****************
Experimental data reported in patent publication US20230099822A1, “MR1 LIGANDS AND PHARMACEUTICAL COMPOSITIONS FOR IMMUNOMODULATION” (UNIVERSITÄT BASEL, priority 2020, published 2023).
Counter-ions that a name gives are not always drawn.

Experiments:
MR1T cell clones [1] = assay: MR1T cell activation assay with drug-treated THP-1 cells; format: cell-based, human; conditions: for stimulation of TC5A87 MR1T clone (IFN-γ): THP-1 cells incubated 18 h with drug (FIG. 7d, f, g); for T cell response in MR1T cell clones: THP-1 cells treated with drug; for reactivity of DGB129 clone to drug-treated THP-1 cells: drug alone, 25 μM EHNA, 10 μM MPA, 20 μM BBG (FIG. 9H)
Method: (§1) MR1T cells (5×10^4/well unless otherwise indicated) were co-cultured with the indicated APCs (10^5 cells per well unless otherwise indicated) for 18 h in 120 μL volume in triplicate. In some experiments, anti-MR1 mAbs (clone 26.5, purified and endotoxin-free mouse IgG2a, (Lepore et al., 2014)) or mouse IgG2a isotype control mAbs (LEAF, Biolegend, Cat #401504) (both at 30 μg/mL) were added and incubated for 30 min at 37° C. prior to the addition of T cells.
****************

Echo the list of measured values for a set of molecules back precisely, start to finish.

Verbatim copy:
Experimental data reported in patent publication US20230099822A1, “MR1 LIGANDS AND PHARMACEUTICAL COMPOSITIONS FOR IMMUNOMODULATION” (UNIVERSITÄT BASEL, priority 2020, published 2023).
Counter-ions that a name gives are not always drawn.

Experiments:
MR1T cell clones [1] = assay: MR1T cell activation assay with drug-treated THP-1 cells; format: cell-based, human; conditions: for stimulation of TC5A87 MR1T clone (IFN-γ): THP-1 cells incubated 18 h with drug (FIG. 7d, f, g); for T cell response in MR1T cell clones: THP-1 cells treated with drug; for reactivity of DGB129 clone to drug-treated THP-1 cells: drug alone, 25 μM EHNA, 10 μM MPA, 20 μM BBG (FIG. 9H)
Method: (§1) MR1T cells (5×10^4/well unless otherwise indicated) were co-cultured with the indicated APCs (10^5 cells per well unless otherwise indicated) for 18 h in 120 μL volume in triplicate. In some experiments, anti-MR1 mAbs (clone 26.5, purified and endotoxin-free mouse IgG2a, (Lepore et al., 2014)) or mouse IgG2a isotype control mAbs (LEAF, Biolegend, Cat #401504) (both at 30 μg/mL) were added and incubated for 30 min at 37° C. prior to the addition of T cells.